Yunior Garcia Aguilera: ‘Cuba is a Dictatorship of Bureaucrats’

Yunior García Aguilera, at the press conference he gave last Thursday at the Galileo Cultural Center in Madrid. (EFE/Fernando Villar)

14ymedio biggerEFE/14ymedio, Madrid, 26 November 2021 — The playwright Yunior García Aguilera, one of the promoters of the Civic March for Change in Cuba on November 15, finally frustrated by the regime, insisted this Friday in Madrid that the Island Government is “a dictatorship of bureaucrats.” They are neither “revolutionary” nor “have anything to do with the people.”

The artist arrived in the Spanish capital by surprise on November 17 because, as he explained, both he and his wife were in danger in Cuba, after promoting a peaceful protest against the Cuban government, and right now he has “a short duration visa with limited territorial validity.”

In a conversation at the Ateneo de Madrid with Valentina Martínez, secretary of International Relations of the Spanish People’s Party (conservative), García said that his arrival in Spain last week was “miraculous” since his “destination was jail.”

The dissident denounced “interrogations and permanent surveillance” by the Cuban government in the days prior to his departure from the country and criticized the current situation on the island, where, he pointed out, the authorities use “panic” to control citizens. García Aguilera, a member of the dissident platform Archipiélago, said that “the regime is in panic and very closed” and that the arrival of social networks represented “a window of hope” to organize in the country.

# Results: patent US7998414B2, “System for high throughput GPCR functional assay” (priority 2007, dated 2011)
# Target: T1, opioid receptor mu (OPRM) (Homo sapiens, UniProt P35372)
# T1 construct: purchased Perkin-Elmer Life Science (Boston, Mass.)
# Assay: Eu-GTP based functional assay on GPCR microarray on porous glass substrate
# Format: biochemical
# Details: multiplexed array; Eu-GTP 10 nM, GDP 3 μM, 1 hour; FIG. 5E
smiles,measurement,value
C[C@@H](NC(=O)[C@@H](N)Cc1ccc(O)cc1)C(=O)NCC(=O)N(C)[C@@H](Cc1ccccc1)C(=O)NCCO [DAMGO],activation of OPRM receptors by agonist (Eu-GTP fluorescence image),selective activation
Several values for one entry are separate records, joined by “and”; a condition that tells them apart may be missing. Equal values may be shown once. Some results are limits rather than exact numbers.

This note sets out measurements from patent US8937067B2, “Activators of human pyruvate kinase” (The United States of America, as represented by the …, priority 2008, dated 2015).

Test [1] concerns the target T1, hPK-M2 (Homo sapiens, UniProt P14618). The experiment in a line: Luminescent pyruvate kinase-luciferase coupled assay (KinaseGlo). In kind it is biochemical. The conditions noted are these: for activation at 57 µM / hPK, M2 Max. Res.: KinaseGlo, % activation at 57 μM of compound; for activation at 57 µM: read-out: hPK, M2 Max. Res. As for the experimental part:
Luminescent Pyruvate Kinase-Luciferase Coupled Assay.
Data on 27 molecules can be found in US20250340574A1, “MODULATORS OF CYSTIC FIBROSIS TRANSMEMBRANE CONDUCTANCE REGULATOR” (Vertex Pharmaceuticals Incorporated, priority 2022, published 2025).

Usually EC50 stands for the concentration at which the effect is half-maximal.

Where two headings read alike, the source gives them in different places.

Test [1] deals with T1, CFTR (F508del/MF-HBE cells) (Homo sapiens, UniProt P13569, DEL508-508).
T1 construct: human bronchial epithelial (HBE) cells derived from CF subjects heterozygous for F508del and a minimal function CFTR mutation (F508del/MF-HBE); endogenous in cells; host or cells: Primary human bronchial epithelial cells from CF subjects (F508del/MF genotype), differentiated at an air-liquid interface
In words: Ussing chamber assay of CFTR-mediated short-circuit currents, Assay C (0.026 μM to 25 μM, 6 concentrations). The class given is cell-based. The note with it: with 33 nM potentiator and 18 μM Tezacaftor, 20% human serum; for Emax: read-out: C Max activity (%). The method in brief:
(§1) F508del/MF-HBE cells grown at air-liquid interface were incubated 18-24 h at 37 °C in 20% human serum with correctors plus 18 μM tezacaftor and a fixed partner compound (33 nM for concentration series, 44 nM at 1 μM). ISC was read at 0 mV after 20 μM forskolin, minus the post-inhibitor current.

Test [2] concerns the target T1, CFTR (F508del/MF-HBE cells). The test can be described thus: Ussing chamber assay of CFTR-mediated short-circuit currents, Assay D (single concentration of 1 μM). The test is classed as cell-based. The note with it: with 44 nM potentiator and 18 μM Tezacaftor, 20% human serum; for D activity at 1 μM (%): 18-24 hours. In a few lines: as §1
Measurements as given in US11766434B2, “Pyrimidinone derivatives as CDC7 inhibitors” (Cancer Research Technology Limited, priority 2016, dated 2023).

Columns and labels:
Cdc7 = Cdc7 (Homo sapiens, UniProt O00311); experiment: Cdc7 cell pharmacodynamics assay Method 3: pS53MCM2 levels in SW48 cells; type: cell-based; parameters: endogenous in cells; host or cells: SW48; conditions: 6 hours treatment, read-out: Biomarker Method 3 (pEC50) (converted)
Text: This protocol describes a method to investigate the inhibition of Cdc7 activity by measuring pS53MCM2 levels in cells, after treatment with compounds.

“Supposedly the United States sends a stream of money for the opposition, we were just guys with cell phones and social networks, that was our job and our crime,” he said.

The playwright noted that the Archipiélago movement “is not from the right, nor from the left, nor from the center.” And he added, “we have in common what hurts us about Cuba, through civic actions, not violence.” Along these lines, he commented that his activism went to another level after the arrest of the artists of the San Isidro Movement in November of last year.

“I grew up being a revolutionary child in a revolutionary family, I wanted to change things from there, from the allowed channels, but from that moment on I understood that it was very difficult to change things through those channels,” he said.

For this reason, he looked for other references of Cuban culture and after that he “disconnected” from the story he had always heard and understood that his criticism had to be “more frontal with the regime.”

The playwright explained his departure from Cuba and acknowledged that “even today” there are things that he does not know how they could have happened.” That day the car we were in broke down, we had to take a taxi, we thought it was all a trap, that the person who was helping us was an accomplice [of the regime]. Even at the airport we thought they were going to catch us there and they were going to say that we were fleeing and they were going to put us in jail,” he recalled when speaking about the trip, which was accomplished with the help of the Spanish Government.

The Cuban government, he said, has been creating “a very subtle system so that the repression is not seen” for 62 years, and where they generate “mistrust” so that friends, relatives and acquaintances are “suspected and you always believe that they can betray you… They make it so that you can’t trust anyone,” he added.


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